Clinical Patient Care

  1. During this four week rotation, students will work with Neurology residents and attendings in the hospital and clinic.  The hospital experience consists of 2 weeks of Neurology Ward Service, followed by 2 weeks of Neurology Consult Service, or vice versa.  When on ward Service at Foster-McGaw or Hines, students are expected to "split up" and make morning rounds with the team on ONE Saturday or Sunday morning for the month, after which they may go home.  There is no student overnight call, and thus no early "post-call" dismissal for student .  The outpatient clinic experience consists of participating in 1 half-day clinic session each week, with an assigned Neurology attending.  Details about hospital and clinic assignment will be given at orientation.

  2. Students will present the patients they have interviewed and examined to their service team or clinic attending, along with a differential diagnosis, proposed diagnostic workup and treatment options, all recorded or documented as necessary. Students on hospital services are expected to “follow” assigned patients daily, determine any changes in patient status or condition, be aware of diagnostic test results, record appropriate notes and acquire related, current neurological knowledge for optimal patient care. Such daily patient information is presented by the student to the service team on hospital rounds.

  3. A major goal of this clerkship is for students to demonstrate their ability to perform key parts of the bedside neurological physical examination. A videotaped demonstration of the neurological examination by Dr. Merchut may be viewed on the Neurology Clerkship webpage on LUMEN under "CAI Modules".  Each clinic attending will directly observe how their assigned student performs key parts of this exam (cranial nerves, motor exam, reflexes and sensory exam), give them feedback and suggestions for improvement, and verify this competency on the student's outpatient clinic evaluation form.

  4. Students are expected to see a variety of patients in hospital and clinic, and are required to record or “log” these diagnoses on their yellow pocket cards, preferably at the end of each day. At least weekly, these patient cases should be entered on-line as the Student Neuro Log (SNL). For an adequate learning experience, every student should see at least one patient with each of the following seven generic conditions or syndromes:

    • focal weakness/numbness
    • visual changes
    • dementia, delirium or language/memory/cognitive loss
    • dizziness/abnormal gait/balance
    • headache/regional pain
    • impaired consciousness or sleep disorder
    • seizures/abnormal movements


    These are generic syndromes, because the exact diagnosis or disease may not be readily apparent on the first patient encounter in hospital or clinic. Two other clinical patient situations, which may be encountered by students, should also be recorded, but are not mandatory:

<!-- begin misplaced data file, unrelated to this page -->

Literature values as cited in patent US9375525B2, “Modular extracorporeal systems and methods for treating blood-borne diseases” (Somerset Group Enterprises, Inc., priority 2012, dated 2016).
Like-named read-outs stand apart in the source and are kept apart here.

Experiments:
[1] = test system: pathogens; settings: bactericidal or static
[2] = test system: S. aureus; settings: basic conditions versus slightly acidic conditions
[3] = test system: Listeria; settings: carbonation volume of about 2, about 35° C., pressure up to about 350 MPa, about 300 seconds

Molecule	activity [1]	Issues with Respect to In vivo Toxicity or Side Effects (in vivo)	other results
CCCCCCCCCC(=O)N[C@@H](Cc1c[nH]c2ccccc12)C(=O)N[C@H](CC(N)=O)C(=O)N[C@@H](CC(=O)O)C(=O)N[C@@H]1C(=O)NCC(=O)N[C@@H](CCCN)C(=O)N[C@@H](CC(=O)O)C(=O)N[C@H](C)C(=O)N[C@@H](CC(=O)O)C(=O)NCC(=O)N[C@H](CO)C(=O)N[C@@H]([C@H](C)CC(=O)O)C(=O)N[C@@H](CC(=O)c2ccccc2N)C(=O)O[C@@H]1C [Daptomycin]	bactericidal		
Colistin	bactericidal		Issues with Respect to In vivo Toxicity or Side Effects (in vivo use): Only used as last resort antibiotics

• cultural/religious/ethnic diversity
    • end of life care

    Each patient may have more than one generic syndrome. Therefore, please keep a separate tally or number of "Assigned Patients" at the top of the yellow card and later in the on-line log as well, since the number of clinical conditions or syndromes will likely be greater than the number of "Assigned Patients."  Hospital or clinic patients are recorded or logged as "Assigned," if the student either performs the initial H&P or consultation, or enters daily patient progress notes, or both, at the direction of the resident or attending on the team.  "Not Assigned" patient conditions should also be recorded or logged when the service team sees, examines, and discusses patients on rounds, even though they are not officially "assigned" to that student.  (If another student's assigned patient has interesting findings on neurological exam, politely ask that patient if you could examine him or her at another time after rounds.  Seeing real patients far exceeds reading about cases in a book.)

If the student performs or observes any of the procedures listed on their yellow card, this should also be recorded and logged on-line. It is unlikely that every student will have the opportunity to perform a lumbar puncture on this clerkship. Therefore, lecture and simulation teaching on this procedure will be provided in this clerkship, and every student should at least record a “Simulation” for lumbar puncture.

Failure to enter the SNL data on-line will cause subtraction of 5 points from the final grade, and a "does not meet expectations" rating for the Professionalism competency.

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  Loyola University Chicago Stritch School of Medicine. All rights reserved.
Please send questions or comments to: Michael Merchut, M.D.
Updated: 6/30/09 .. Created: 06/16/08